The History of Gold Trading
Gold has been irrevocably linked with investment since before it was first used as a currency in 560 BC. In fact, up until the depression of the 1930's a system which valued a country's currency directly against gold was used. This was called the Gold Standard. The system was abandoned due to the need for more flexibility in the monetary system but the USD only completely severed the link in the early 1970's.
Despite the abandonment of the gold standard, gold still maintains its position as a popular investment tool and is commonly viewed as a safe haven, a sensible long-term investment and a good hedge against inflation. There are a number of ways to trade gold including physical, ETFs and CFDs.
Physical Gold Trading
This is the most obvious way to trade gold and involves the buying and selling of gold in its 'touchable' form. Jewellery makes up about 50% of this type of gold trading. Investors who trade gold via this method tend to have a long-term investment horizon as it is not usually a day trade.
Exchange Traded Funds (ETFs)
ETFs are an alternative way to trade gold which is in a manner like one can trade shares. These FTFs are investment vehicles that aim to track the gold price and can be traded on stock exchanges.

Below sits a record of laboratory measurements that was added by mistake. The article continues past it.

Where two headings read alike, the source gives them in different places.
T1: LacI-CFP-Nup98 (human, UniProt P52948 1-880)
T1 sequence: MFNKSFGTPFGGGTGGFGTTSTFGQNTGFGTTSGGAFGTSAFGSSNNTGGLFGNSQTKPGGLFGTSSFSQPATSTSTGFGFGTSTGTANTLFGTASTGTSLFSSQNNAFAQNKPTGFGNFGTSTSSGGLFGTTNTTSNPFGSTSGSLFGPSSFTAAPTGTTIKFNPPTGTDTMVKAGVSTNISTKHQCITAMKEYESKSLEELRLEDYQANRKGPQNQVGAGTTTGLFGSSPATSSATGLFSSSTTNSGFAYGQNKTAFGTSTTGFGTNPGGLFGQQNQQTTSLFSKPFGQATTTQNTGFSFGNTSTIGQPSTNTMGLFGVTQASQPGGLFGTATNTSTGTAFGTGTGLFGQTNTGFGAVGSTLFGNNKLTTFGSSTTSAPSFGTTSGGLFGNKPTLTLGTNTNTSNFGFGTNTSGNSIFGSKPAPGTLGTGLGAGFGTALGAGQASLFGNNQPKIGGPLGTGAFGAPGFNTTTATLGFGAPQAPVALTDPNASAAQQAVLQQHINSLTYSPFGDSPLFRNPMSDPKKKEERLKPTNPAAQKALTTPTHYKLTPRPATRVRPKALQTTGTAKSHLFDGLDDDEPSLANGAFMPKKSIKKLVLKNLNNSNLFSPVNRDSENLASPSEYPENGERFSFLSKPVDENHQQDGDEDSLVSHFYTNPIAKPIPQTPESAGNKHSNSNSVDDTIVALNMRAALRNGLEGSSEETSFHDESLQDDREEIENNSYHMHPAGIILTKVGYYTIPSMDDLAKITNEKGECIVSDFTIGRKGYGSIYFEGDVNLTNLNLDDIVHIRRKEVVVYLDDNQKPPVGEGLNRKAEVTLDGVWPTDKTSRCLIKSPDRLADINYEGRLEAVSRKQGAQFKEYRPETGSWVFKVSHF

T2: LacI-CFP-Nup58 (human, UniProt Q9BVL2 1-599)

Contracts for Difference (CFDs)
A very flexible and popular way to trade gold is via CFDs. A CFD is a financial instrument used in a form of derivative trading. It gives investors the opportunity to take a view on both the long and short-term view of the price action of gold. A good deal of investors finds the fact that CFDs are a margin product, which means that investors only have to invest a small proportion of the resulting exposure, very attractive.
For instance, if the broker offers 20:1 on Gold CFDs, it means that for every GBP 100 a client invests in gold, they actually achieve an exposure of GBP 2,000. This leverage element combined with the speed and ease of transaction makes this a popular way to trade gold with both small and large investors.
Even so, investors should note that CFDs are still high-risk financial instruments and your capital is at risk. So, it’s recommended that you develop your knowledge in advance of risking real money by testing your strategies on the demo account. If you need more information about opening a free demo account or trading gold, please speak to your personal account manager.